High school is so strangely adult and juvenile simultaneously.  I don't think I'd be willing to do it over again for anything.


I won a prize in a free scratch and win thing at my local grocery store.  It's a weird thing; some people think they're lucky or unlucky where it comes to stuff like this.  I've never thought of myself as either because I generally just don't participate in them.  I never buy lottery tickets or anything of the kind.  Frequently, when I receive these free scratch and win things I forget to scratch them and they end up in the garbage, unchecked.  

The one at the grocery store this time is a thing where you open a little cardboard window that reveals whether or not you have won a prize.  I have a little more patience with this particular thing because it's fast and doesn't require me to get shavings under my nails and all over my car or house.  So I opened the little window and saw a thing that said "Winner".  This was several days ago.  

I wasn't really convinced at the time.  I thought it meant I had won the right to participate in a draw for the prize, or something like that.  Something designed to get my address and information with which to pester me with junk mail.  In fact, I almost threw it away.  Shawn said he thought it was actually a prize and that I should take it back and ask at the store.  

Today I went back to the store to buy green beans for the pups and remembered this thing.  I didn't have it with me because I'd left it at home - but I thought I'd ask at the customer service desk if what I had meant I'd actually won something or not.  When I described the ticket, the woman behind the counter got all excited for me and effused that it really was an instant prize with a value of nearly $4500.  I was truly amazed.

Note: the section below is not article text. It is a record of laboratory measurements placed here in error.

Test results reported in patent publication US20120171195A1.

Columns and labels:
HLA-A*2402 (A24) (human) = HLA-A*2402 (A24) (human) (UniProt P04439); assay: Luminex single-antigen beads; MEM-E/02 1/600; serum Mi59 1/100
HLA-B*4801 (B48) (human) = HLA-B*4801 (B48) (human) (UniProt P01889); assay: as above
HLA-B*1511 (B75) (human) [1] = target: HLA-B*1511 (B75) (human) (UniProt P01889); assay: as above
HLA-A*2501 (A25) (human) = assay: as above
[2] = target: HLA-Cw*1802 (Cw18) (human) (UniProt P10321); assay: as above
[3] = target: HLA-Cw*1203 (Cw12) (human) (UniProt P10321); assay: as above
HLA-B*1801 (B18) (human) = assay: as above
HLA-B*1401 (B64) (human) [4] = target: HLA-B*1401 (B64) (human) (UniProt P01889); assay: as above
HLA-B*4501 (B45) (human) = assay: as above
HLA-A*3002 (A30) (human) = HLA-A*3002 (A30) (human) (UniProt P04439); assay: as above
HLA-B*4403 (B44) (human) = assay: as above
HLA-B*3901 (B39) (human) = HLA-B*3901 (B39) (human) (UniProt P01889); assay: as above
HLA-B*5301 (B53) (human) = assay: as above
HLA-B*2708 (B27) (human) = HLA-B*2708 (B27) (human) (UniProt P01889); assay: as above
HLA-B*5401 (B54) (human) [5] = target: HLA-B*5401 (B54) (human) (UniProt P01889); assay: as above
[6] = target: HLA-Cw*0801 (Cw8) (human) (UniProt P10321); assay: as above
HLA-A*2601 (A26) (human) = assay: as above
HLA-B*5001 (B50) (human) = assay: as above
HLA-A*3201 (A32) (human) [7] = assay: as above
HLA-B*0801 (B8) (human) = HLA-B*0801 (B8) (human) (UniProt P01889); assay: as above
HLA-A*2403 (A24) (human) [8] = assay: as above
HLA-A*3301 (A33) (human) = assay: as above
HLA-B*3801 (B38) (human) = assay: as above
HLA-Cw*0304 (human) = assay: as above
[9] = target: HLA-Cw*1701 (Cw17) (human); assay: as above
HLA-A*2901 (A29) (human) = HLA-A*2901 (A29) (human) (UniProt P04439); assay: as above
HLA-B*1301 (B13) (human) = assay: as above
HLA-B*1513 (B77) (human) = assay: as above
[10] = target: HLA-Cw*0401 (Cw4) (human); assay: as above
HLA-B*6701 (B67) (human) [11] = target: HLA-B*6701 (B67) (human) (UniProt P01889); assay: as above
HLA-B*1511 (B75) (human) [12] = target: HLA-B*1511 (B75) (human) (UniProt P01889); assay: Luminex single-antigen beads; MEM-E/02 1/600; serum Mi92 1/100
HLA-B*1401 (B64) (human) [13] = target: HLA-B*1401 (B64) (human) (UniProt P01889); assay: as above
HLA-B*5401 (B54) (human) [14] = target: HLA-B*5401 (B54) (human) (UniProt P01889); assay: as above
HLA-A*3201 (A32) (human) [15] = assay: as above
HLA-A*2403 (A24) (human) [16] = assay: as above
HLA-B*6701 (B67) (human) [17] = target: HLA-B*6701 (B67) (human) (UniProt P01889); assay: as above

Here's the catch though.  The prize is a "diamond tennis bracelet".  First of all, what's a tennis bracelet?  Beyond that, who in the normal workaday world goes anywhere that a $4500 bracelet is appropriate jewellry?  What on earth am I going to do with this thing?  Somehow I don't think the grocery store will give me cash for it. 

Apparently, I have to bring in the ticket and fill out some paperwork.  After that, it takes a few weeks to arrive.  So that'll give us some time to think about what to do with this surprising windfall.


Tuesday, January 15, 2008

nothing can hold me when I hold you

Shawn's getting a new car and he's so happy about it.  His father is selling him his old car - which is not an old car at all - but has been driven for only three months.  It means being able to get a new vehicle without having to pay the huge taxes... so it's a good deal in the long run, but not something we would have been doing right now if things hadn't worked out this way with his Dad wanting to sell immediately.  Officially, we don't take possession of it until after we sell the house back in Alberta... but in fact, his father wants us to take it this weekend.  Shawn is nearly dancing with glee.  I'm glad he's so happy, but I cannot help but feel some misgivings over seeing my old car be so joyfully abandoned.  I don't know why I'm attached to the old beater.  Maybe just because it's my first car.  I think we'll donate it to a charity - or perhaps even give it to a single mother who's friends with Shawn's stepmother.  Maybe I'll feel better about saying goodbye if we do something nice with it like that.